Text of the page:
But at the end of the day, are you really a happier person? Has this tattoo, for instance, caused you to learn something new about yourself? Has it challenged you? Has it led you to self-growth? Nothing comes out of getting a tattoo. You get a tattoo, and that’s it. You do something productive, though, and you see results. That’s a genuine, satisfying change in life. Not ink. Invest your time, money, and effort into a gym membership, or yoga classes, or new clothes, or experimenting with different hairstyles if you’re craving something new with your body, not a tattoo. I promise, it will be a much more rewarding experience, and you won’t find yourself in a rut when your future grandkids ask you what’s up with the angel wings on your upper back as you’re in the middle of giving them a life lesson on the importance of values and morals.
God knows the last thing this world needs is another generation of kids questioning their basic values and morals.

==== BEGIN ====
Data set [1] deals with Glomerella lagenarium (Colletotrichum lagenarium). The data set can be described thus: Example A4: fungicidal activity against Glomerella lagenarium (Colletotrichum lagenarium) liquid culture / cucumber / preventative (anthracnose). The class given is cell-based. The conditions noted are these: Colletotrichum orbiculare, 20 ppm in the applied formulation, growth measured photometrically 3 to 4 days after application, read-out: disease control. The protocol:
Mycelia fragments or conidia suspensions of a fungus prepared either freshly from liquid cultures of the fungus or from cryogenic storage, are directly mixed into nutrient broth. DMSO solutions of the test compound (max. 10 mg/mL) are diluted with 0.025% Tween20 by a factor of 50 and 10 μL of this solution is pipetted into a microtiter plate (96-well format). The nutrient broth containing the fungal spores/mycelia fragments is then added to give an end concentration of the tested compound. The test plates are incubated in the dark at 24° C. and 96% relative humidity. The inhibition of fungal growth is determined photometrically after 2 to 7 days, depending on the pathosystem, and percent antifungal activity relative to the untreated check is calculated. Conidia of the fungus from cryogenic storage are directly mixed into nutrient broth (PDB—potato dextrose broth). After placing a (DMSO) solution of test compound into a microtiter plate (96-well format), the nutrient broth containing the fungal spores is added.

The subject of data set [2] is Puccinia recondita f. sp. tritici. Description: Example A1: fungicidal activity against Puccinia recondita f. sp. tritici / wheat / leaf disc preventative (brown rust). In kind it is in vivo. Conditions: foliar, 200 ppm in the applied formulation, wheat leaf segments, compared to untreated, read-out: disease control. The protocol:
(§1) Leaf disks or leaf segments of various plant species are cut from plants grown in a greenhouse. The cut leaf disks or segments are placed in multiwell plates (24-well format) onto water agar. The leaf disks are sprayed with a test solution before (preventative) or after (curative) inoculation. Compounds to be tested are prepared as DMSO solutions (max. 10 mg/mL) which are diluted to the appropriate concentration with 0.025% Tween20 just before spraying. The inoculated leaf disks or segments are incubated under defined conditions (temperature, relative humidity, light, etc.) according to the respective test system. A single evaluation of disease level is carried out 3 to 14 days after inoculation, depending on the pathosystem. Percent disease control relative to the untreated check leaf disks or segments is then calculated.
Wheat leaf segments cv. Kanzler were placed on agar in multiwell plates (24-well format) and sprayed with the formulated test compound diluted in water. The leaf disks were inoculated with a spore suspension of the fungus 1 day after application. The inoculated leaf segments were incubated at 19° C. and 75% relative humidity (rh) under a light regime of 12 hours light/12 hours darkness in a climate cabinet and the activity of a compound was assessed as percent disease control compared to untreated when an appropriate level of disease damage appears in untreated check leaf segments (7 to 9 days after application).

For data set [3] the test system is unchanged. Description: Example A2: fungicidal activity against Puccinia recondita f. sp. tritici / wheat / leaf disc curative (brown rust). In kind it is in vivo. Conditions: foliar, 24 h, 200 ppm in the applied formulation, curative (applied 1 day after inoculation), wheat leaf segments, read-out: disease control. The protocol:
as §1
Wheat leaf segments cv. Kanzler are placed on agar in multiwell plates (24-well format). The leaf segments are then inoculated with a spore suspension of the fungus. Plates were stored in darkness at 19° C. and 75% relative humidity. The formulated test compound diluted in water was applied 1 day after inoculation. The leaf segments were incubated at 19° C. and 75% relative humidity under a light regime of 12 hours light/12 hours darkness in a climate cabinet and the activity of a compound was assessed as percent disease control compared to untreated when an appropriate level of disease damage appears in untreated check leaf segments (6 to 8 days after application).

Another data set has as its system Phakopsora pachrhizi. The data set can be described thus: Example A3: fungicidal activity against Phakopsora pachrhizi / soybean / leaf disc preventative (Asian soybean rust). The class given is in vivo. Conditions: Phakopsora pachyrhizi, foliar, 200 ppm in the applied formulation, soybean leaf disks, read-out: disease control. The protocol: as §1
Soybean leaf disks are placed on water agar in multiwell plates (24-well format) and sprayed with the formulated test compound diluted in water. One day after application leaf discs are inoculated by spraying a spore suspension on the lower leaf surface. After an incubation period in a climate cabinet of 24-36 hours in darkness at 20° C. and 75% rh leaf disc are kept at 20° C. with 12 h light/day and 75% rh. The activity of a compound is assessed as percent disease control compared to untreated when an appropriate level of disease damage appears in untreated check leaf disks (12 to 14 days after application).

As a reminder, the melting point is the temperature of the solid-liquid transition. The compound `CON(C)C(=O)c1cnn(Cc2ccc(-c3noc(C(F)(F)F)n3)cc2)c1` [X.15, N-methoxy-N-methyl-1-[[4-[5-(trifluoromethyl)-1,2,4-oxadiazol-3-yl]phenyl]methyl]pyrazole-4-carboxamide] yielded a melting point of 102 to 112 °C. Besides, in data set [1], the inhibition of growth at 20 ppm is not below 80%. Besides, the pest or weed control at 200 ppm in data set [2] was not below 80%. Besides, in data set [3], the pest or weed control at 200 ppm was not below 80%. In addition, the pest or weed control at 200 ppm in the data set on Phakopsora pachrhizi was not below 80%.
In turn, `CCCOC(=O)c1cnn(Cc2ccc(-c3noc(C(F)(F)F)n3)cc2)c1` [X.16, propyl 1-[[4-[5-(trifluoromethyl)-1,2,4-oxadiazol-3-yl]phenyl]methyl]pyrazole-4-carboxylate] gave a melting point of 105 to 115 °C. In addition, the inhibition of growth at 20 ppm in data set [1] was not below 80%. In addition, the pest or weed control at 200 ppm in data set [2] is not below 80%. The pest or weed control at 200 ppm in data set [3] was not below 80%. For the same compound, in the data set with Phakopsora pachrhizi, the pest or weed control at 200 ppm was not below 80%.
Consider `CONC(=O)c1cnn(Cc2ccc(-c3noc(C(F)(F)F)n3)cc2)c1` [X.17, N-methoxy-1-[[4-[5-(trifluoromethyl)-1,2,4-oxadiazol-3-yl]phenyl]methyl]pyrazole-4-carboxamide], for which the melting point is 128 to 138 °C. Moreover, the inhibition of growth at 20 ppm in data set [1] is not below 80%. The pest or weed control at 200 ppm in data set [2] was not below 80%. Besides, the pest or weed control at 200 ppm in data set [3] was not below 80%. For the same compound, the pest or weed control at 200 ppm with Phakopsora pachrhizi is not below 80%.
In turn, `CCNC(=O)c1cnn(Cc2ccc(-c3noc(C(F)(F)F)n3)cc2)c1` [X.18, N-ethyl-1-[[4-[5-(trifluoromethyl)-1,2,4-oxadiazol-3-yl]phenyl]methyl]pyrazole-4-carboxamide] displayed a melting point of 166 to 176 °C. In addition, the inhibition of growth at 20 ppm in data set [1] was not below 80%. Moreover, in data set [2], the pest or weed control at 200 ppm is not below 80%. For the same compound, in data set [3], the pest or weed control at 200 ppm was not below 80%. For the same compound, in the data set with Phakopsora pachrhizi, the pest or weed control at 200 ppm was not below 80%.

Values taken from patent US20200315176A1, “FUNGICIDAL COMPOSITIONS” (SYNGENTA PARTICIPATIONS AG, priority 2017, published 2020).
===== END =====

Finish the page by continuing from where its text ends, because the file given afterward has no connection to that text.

Oh Lisa. Poor innocent Lisa. It seems that Lisa didn’t realize that not only do modified people read the paper, but they’re also capable of sharing it with their friends online. Needless to say the article went viral shortly after it was published. Now, to be fair this is an opinion piece, however instead of just giving her opinions based off any kinds of facts, she played the moral highroad and claimed that women who get tattoos are, essentially, immoral trash. The feedback she received online was staggering and forced her to write this “apology“.
I’m a 19-year-old college sophomore, I help run my family’s restaurant, I’m a writer and editor at my school’s newspaper, and a woman from Australia says I’m “sexist.” A professor from the University of Illinois wonders about my mental stability. A man double my age is calling me “ugly.” In the past 48 hours, authors, war veterans, mothers of small children have told me I’m ignorant, worthless, brainwashed, classless, disgusting, hypocritical, and judgmental. A man from New Zealand called me bigoted, self-righteous, conservative rubbish.
Alright, so the reaction was pretty harsh, however stating your her means she’s implying that because she’s young she shouldn’t be criticized for her opinion. But I digress, let’s see how she handled the rest of the apology. (Emphasis mine)